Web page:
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Perhaps Federer’s chief rival–both at Wimbledon and the U.S. Open–will be current world No. 1 Novak Djokovic. The Serbian star is a class above the rest at the moment and he has to be confident about his chances in London and New York, not to mention this week at Roland Garros. Djokovic is currently priced at even money to retain his title in Coral’s U.S. Open betting markets and he will be desperate to do just that as he hunts down Federer’s Grand Slam record.

Federer’s last slam title came at Wimbledon in 2012 and he will have his work cut out if he is to beat both Djokovic and world No. 2 Andy Murray this year. Djokovic reigns supreme at the top of the world rankings, but Federer isn’t finished yet and–with a bit of luck–he could own an 18th major win before the calendar turns to 2017.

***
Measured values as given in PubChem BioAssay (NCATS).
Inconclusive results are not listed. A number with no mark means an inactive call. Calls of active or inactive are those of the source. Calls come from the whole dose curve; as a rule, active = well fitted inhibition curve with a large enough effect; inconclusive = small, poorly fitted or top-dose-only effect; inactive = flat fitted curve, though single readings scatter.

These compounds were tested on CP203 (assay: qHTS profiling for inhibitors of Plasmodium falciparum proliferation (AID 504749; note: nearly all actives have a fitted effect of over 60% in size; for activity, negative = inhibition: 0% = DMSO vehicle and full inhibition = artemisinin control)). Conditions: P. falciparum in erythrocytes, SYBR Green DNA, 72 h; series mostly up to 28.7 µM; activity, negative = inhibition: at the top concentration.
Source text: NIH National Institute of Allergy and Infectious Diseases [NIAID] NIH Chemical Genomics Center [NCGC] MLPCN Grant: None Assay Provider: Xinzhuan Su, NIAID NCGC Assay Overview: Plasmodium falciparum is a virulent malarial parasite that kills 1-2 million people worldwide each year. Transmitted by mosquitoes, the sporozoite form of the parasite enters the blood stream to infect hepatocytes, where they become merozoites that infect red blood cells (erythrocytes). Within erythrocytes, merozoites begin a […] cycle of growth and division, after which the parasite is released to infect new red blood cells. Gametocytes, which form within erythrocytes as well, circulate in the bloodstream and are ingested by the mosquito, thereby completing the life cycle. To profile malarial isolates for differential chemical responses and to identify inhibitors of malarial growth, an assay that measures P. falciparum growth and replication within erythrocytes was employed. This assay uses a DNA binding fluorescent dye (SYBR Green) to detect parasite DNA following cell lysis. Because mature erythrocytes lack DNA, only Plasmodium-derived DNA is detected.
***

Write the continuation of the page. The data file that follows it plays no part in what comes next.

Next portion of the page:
17 Comments on Can Federer enhance legacy with another Wimbledon or U.S. Open title?

    • Or we could just talk about the bloody weather 🙁

      Ricky sounds like he’s had a basinful of the French 🙂

        • Sorry: basinful is a colloquial English expression implying ‘you’ve had too much of something,, are fed up etc.’

          btw. I have never been rude about your blogging! Au contraire.

      • oh if thats a reference to this blog, I certainly didn’t write it!

        I obviously think Fed has no chance at Wimbledon. US Open…maybe he has time to get in shape for that. But still almost no chance even there.

  1. don’t you think that with rafa out and nole vulnerable fed might be wishing he was playing the french? he likes slow wet clay..